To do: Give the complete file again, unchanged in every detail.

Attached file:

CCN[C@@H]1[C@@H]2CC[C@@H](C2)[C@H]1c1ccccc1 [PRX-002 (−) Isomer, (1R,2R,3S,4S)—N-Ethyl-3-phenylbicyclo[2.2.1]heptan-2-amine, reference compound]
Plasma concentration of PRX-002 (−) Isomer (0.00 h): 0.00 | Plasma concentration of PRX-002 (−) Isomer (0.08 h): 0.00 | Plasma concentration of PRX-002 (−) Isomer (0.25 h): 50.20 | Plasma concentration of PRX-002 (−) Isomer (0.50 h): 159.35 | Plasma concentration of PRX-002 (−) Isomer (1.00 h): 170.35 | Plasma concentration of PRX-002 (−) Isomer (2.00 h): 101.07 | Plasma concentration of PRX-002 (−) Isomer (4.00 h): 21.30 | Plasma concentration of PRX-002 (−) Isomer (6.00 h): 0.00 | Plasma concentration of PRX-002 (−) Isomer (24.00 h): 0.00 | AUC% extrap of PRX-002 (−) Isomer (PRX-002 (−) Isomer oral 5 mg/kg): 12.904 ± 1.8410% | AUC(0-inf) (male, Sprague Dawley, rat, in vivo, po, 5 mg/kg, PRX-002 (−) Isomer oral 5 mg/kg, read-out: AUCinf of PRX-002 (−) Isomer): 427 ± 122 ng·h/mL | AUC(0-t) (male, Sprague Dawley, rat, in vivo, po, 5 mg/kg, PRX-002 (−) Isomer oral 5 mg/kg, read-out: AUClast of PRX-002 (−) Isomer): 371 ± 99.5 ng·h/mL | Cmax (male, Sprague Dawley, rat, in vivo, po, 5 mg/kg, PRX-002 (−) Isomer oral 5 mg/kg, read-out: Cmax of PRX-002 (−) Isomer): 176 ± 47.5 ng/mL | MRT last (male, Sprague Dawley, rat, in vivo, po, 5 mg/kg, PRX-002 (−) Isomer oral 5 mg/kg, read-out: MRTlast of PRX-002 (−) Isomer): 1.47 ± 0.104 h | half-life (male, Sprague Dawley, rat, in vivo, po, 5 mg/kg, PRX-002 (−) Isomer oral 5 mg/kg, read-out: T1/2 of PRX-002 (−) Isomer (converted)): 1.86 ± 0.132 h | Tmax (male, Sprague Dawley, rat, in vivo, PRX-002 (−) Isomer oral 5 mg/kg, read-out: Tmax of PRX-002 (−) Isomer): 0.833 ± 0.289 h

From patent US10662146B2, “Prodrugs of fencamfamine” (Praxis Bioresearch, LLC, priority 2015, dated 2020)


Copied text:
CCN[C@@H]1[C@@H]2CC[C@@H](C2)[C@H]1c1ccccc1 [PRX-002 (−) Isomer, (1R,2R,3S,4S)—N-Ethyl-3-phenylbicyclo[2.2.1]heptan-2-amine, reference compound]
Plasma concentration of PRX-002 (−) Isomer (0.00 h): 0.00 | Plasma concentration of PRX-002 (−) Isomer (0.08 h): 0.00 | Plasma concentration of PRX-002 (−) Isomer (0.25 h): 50.20 | Plasma concentration of PRX-002 (−) Isomer (0.50 h): 159.35 | Plasma concentration of PRX-002 (−) Isomer (1.00 h): 170.35 | Plasma concentration of PRX-002 (−) Isomer (2.00 h): 101.07 | Plasma concentration of PRX-002 (−) Isomer (4.00 h): 21.30 | Plasma concentration of PRX-002 (−) Isomer (6.00 h): 0.00 | Plasma concentration of PRX-002 (−) Isomer (24.00 h): 0.00 | AUC% extrap of PRX-002 (−) Isomer (PRX-002 (−) Isomer oral 5 mg/kg): 12.904 ± 1.8410% | AUC(0-inf) (male, Sprague Dawley, rat, in vivo, po, 5 mg/kg, PRX-002 (−) Isomer oral 5 mg/kg, read-out: AUCinf of PRX-002 (−) Isomer): 427 ± 122 ng·h/mL | AUC(0-t) (male, Sprague Dawley, rat, in vivo, po, 5 mg/kg, PRX-002 (−) Isomer oral 5 mg/kg, read-out: AUClast of PRX-002 (−) Isomer): 371 ± 99.5 ng·h/mL | Cmax (male, Sprague Dawley, rat, in vivo, po, 5 mg/kg, PRX-002 (−) Isomer oral 5 mg/kg, read-out: Cmax of PRX-002 (−) Isomer): 176 ± 47.5 ng/mL | MRT last (male, Sprague Dawley, rat, in vivo, po, 5 mg/kg, PRX-002 (−) Isomer oral 5 mg/kg, read-out: MRTlast of PRX-002 (−) Isomer): 1.47 ± 0.104 h | half-life (male, Sprague Dawley, rat, in vivo, po, 5 mg/kg, PRX-002 (−) Isomer oral 5 mg/kg, read-out: T1/2 of PRX-002 (−) Isomer (converted)): 1.86 ± 0.132 h | Tmax (male, Sprague Dawley, rat, in vivo, PRX-002 (−) Isomer oral 5 mg/kg, read-out: Tmax of PRX-002 (−) Isomer): 0.833 ± 0.289 h

From patent US10662146B2, “Prodrugs of fencamfamine” (Praxis Bioresearch, LLC, priority 2015, dated 2020)